Evaluation of fentanyl toxicity and metabolism using a zebrafish model
- Cooman, T., Bergeron, S.A., Coltogirone, R., Horstick, E., Arroyo, L.
- Journal of applied toxicology : JAT 42(4): 706-714 (Journal)
- Registered Authors
- Bergeron, Sadie, Horstick, Eric
- fentanyl, metabolism, opioids, toxicity, zebrafish
- MeSH Terms
- Embryo, Nonmammalian
- 34647333 Full text @ J. Appl. Toxicol.
Cooman, T., Bergeron, S.A., Coltogirone, R., Horstick, E., Arroyo, L. (2021) Evaluation of fentanyl toxicity and metabolism using a zebrafish model. Journal of applied toxicology : JAT. 42(4):706-714.
The increased abuse of novel drugs has created a critical need for cheap and rapid in vivo models to understand whole organism drug-induced toxicity and metabolic impacts. One such model is zebrafish, which share many similarities to human. Assays have been developed for behavioral, toxicity, and metabolism elucidation following chemical exposure. The zebrafish model provides the advantage of assessing these parameters within a single study. Previous zebrafish studies have evaluated the behavioral effects of fentanyl, but not developmental toxicity and its relation to metabolism. In this study, we evaluate the effects of fentanyl on the development of wild-type (TL strain) zebrafish and its metabolism over 4 days. Fertilized eggs were exposed to six concentrations of fentanyl (0.01, 0.1, 1, 10, 50, and 100 μM) through embryo media incubated at 28-29°C. Observations included egg coagulation, somite formation, heartbeat, tail and yolk morphology, pericardial formation, and swim bladder inflation. The incubation media was analyzed for the presence of metabolites using a targeted metabolomics approach. Fentanyl concentration caused significant effects on survival and development, with notable defects to the tail, yolk, and pericardium at 50 and 100 μM. Despropionyl fentanyl (4-ANPP), β-hydroxy fentanyl, and norfentanyl were detected in zebrafish larvae. We present a single in vivo model to assess toxicity and metabolism of fentanyl exposure in a vertebrate model system. Our findings provide a foundation for further investigations into fentanyl's mechanism of action and translation to human drug exposure.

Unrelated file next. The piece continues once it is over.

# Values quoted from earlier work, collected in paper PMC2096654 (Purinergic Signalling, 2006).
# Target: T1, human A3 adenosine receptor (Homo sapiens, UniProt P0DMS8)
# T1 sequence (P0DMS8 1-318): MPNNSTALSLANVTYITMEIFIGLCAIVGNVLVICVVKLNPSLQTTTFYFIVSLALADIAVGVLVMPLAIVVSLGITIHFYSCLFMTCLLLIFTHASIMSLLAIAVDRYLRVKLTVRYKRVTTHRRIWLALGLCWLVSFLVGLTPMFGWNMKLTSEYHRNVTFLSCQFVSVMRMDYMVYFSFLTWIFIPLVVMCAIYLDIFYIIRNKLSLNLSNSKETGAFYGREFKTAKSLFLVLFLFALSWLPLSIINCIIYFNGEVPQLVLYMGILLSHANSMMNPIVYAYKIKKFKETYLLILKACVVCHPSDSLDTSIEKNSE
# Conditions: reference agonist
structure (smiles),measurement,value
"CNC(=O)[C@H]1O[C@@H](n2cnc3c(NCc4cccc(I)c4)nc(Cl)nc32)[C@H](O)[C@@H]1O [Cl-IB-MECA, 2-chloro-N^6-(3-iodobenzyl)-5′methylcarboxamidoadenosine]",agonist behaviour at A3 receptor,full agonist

Genes / Markers
Mutations / Transgenics
Human Disease / Model
Sequence Targeting Reagents
Engineered Foreign Genes